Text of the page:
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Hidden benefits and risks of partial protection for coral reef fisheries

Patrick F. Smallhorn-West, Australian Research Council Centre of Excellence for Coral Reef Studies, James Cook University, Townsville, Queensland 4811 Australia; WorldFish, Jalan Batu Maung, Bayan Lepas, Penang, Malaysia
Philippa J Cohen, Australian Research Council Centre of Excellence for Coral Reef Studies, James Cook University, Townsville, Queensland 4811 Australia; WorldFish, Jalan Batu Maung, Bayan Lepas, Penang, Malaysia
Renato A. Morais, Australian Research Council Centre of Excellence for Coral Reef Studies, James Cook University, Townsville, Queensland 4811 Australia; Research Hub for Coral Reef Ecosystem Functions, College of Science and Engineering, James Cook University, Australia
Fraser A Januchowski-Hartley, Department of Biosciences, Faculty of Science & Engineering, Swansea University, Swansea, UK
Daniela Ceccarelli, Australian Research Council Centre of Excellence for Coral Reef Studies, James Cook University, Townsville, Queensland 4811 Australia
Siola'a Malimali, Tonga Ministry of Fisheries, Sopu, Nuku'alofa, Tonga
Karen Stone, Vava'u Environmental Protection Association (VEPA), Vava'u, Tonga
Regon Warren, WorldFish, Jalan Batu Maung, Bayan Lepas, Penang, Malaysia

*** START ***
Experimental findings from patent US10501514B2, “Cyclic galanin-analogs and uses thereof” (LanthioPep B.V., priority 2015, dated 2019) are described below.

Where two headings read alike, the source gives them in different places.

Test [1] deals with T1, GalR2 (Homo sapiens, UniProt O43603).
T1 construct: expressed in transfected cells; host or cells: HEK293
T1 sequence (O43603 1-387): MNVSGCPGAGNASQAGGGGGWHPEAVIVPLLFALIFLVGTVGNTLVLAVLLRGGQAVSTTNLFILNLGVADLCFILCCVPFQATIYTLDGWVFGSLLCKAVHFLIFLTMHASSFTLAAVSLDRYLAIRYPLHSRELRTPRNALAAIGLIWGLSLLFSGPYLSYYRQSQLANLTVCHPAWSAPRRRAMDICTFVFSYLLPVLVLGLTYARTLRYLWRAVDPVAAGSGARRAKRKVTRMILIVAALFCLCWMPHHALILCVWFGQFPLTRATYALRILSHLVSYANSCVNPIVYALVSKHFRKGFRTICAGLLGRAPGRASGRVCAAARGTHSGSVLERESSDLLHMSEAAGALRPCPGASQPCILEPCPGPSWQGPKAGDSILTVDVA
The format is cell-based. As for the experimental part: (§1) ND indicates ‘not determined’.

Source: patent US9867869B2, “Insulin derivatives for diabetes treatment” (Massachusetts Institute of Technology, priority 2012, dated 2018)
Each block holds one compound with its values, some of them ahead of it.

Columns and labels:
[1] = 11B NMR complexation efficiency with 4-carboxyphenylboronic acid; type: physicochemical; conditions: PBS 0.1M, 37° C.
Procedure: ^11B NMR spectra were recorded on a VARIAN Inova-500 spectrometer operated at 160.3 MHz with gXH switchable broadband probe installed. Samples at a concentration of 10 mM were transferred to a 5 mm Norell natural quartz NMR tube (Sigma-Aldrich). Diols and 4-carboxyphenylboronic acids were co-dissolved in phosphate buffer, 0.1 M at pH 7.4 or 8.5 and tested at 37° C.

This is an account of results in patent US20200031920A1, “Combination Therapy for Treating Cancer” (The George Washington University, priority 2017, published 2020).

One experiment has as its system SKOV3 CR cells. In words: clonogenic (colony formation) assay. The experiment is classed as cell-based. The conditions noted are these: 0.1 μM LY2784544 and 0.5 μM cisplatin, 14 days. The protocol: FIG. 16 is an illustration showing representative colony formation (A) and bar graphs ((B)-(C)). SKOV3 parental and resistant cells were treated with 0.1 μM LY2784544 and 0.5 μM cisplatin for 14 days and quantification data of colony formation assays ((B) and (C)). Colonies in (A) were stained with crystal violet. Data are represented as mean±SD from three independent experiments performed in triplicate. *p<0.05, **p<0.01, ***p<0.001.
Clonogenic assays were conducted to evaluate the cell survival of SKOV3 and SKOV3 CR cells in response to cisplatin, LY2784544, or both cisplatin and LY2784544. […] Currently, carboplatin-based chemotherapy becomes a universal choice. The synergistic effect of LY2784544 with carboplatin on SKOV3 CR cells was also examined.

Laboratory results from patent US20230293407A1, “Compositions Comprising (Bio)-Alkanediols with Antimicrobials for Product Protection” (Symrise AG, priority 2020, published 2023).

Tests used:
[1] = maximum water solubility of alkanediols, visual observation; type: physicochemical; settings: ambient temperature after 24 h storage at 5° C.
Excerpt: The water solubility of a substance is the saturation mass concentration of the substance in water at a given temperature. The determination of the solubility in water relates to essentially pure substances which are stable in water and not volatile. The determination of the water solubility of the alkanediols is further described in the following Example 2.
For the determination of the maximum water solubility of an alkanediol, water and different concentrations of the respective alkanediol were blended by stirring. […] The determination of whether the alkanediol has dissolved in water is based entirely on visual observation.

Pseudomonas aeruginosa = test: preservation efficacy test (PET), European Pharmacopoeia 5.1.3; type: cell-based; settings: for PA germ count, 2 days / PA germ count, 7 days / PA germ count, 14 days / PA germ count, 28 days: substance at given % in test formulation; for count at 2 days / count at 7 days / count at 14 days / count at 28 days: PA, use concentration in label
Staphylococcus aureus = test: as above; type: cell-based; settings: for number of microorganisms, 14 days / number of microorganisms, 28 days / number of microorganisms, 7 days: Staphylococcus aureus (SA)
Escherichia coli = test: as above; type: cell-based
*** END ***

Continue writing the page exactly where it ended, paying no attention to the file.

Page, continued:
Joshua E. Cinner, Australian Research Council Centre of Excellence for Coral Reef Studies, James Cook University, Townsville, Queensland 4811 Australia

DOI: http://dx.doi.org/10.5751/ES-13112-270126

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Abstract

Partially protected areas are now the dominant global form of spatial management aimed at preserving ecosystem integrity and managing human use. However, most evaluations of their efficacy use only a narrow set of conservation indicators that reflect a fraction of ways in which protection can succeed or fail. In this paper, we examine three case studies of partially protected coral reef fishery systems to evaluate benefits and risks of their use as a management tool. We use data from community-based management arrangements in three Pacific Island countries to demonstrate three vignettes of how partial protection can boost fisheries production, enhance the ease with which fishers catch their prey, and alter the composition of fisheries yields. These changes in fisheries productivity, catchability, and vulnerability under partial protection carry substantial benefits for fishers. However, they also carry significant risks for ecosystems and fisheries livelihoods unless adaptively managed so as to confer the short to medium term benefits in resource performance without risking longer term sustainability.

Key words

community-based marine management; conservation; impact evaluation; local management; marine protected area; traditional ecological knowledge

Copyright © 2022 by the author(s). Published here under license by The Resilience Alliance. This article is under a Creative Commons Attribution 4.0 International License. You may share and adapt the work provided the original author and source are credited, you indicate whether any changes were made, and you include a link to the license.

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Ecology and Society. ISSN: 1708-3087